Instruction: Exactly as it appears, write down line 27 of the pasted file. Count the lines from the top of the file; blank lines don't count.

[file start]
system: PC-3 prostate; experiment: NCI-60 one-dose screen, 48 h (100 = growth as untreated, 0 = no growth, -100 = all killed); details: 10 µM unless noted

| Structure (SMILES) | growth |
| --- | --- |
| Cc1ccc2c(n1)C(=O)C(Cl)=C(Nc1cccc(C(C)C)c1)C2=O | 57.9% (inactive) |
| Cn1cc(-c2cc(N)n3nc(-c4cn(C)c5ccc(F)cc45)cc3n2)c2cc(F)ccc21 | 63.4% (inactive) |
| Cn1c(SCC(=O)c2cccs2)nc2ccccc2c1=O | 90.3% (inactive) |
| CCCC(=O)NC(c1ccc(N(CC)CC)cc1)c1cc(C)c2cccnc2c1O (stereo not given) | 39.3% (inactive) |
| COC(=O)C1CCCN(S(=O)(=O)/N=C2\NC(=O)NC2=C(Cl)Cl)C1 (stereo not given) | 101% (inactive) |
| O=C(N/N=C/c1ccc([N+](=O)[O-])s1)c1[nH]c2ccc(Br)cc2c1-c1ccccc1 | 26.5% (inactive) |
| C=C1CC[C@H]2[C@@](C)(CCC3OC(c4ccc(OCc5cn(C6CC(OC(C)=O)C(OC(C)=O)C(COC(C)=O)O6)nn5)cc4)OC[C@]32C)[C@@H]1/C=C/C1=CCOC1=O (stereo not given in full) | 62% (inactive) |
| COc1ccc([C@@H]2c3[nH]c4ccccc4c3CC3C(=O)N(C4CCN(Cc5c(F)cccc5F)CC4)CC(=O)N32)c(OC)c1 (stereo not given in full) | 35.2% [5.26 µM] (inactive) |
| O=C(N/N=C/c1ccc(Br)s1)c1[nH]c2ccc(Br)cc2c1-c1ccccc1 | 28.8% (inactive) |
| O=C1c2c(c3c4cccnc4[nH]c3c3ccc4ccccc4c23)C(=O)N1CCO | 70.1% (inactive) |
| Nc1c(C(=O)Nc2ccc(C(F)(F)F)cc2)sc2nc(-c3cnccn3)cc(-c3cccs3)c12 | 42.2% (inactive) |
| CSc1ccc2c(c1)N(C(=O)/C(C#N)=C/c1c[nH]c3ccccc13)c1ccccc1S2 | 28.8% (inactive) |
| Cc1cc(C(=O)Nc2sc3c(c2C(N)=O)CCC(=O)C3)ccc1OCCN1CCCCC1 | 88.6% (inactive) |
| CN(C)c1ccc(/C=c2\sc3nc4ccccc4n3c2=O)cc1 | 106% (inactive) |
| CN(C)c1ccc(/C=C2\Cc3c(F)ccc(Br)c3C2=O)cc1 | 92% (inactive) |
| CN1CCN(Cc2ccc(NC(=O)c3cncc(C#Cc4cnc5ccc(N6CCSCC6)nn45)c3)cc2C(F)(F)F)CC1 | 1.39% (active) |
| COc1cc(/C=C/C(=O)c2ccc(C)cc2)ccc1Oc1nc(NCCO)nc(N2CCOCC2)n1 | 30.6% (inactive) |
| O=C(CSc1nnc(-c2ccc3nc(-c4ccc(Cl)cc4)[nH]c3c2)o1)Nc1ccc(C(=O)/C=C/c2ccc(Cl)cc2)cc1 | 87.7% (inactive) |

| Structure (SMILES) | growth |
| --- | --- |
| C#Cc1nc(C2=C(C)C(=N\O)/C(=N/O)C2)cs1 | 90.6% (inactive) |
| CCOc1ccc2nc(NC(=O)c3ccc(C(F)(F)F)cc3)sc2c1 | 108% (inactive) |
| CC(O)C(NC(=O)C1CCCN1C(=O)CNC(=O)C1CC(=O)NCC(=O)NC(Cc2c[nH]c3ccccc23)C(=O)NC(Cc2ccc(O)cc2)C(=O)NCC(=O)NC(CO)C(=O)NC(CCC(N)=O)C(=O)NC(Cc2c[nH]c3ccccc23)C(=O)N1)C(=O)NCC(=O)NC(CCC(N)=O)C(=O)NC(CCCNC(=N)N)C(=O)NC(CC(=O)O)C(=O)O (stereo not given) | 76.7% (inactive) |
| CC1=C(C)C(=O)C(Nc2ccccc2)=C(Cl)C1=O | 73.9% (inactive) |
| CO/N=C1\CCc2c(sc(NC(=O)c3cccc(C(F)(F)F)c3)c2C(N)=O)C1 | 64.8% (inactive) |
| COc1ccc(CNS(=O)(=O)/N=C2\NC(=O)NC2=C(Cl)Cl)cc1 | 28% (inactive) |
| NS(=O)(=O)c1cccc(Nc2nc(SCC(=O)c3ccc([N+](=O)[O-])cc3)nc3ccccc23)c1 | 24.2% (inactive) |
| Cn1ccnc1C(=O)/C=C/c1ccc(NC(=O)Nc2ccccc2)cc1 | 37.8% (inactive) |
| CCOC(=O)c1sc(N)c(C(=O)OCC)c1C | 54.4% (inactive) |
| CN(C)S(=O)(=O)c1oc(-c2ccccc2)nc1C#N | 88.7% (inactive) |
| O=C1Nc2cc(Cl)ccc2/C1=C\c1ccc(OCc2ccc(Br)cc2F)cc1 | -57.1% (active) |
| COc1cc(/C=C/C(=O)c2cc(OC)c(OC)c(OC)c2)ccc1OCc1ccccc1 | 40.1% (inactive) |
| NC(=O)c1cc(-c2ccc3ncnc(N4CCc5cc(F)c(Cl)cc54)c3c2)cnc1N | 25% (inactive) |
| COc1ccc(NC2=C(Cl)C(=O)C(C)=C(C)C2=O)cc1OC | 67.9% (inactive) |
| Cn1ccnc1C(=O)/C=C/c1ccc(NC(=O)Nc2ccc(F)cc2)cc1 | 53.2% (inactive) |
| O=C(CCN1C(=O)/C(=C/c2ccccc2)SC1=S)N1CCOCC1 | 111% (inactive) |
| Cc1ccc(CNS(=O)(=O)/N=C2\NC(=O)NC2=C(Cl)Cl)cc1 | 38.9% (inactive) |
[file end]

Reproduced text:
| CC1=C(C)C(=O)C(Nc2ccccc2)=C(Cl)C1=O | 73.9% (inactive) |